Puget Sound Personnel

The Business Case for Hiring People with Disabilities

At PSP, our supported employment services make it easy for you to hire very capable people with disabilities—men and women who want to work and contribute to your team. Since we provide all the recruitment, training and follow-up support needed at no cost to you, we can add value to your bottom line.

In fact, companies that employ people with disabilities have seen their commitment to diversity translate into higher revenues, lower costs and enhanced innovation.

Higher Revenues

  • Access new and loyal customers. Customers with disabilities and their families and friends represent a trillion dollar market segment. When your employees mirror the market, you gain a lasting customer base.
  • Increase your market share. When asked, 87% of the American public said they would prefer to patronize businesses that hire people with disabilities.
  • Improve productivity through innovative and effective ways of doing business. Matching jobs to employee abilities not only improves labor efficiencies, but is a best practice for any company.

Lower Costs

  • Solve some of your most challenging labor needs. Positions with a high turnover rate or jobs involving repetitive tasks can be reframed around the talents and strengths of people with disabilities.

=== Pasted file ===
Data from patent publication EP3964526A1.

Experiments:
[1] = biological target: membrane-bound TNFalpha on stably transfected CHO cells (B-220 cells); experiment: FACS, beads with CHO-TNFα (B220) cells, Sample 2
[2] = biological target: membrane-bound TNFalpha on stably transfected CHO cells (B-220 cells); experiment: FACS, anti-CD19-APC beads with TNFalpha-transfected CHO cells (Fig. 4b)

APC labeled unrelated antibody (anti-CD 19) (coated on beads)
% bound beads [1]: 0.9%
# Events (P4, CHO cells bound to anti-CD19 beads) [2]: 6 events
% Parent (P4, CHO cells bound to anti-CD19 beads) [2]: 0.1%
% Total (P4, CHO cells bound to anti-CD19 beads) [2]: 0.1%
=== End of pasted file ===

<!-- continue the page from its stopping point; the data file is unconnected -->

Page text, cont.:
• Reduce hiring and training costs by increasing retention. People with disabilities have among the highest retention rates of any labor pool.
  • Reduce costs due to absenteeism. Employees with disabilities receive the highest marks on reliability and dependability.

Enhanced Workplace Innovation

  • Employees with disabilities bring unique experiences and understanding that can transform a workplace and create more efficient and effective business practices.
  • Disability-inclusive teams can stimulate next generation product and service development.

As can be seen, hiring people with developmental or other disabilities is not an act of charity, but a sound business decision for companies both large and small.

Sources: U.S. Department of Labor, Office of Disability Employment Policies and Think Beyond the Label

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Myths & Facts

Myth: Providing accommodations for people with disabilities is expensive.

Fact: Two-thirds of accommodations cost less than $500 and nearly a quarter of them bear no costs at all. Tax incentives for larger accommodations typically offset any one-time-expenditures.*

*Job Accommodation Network


PSP Illustration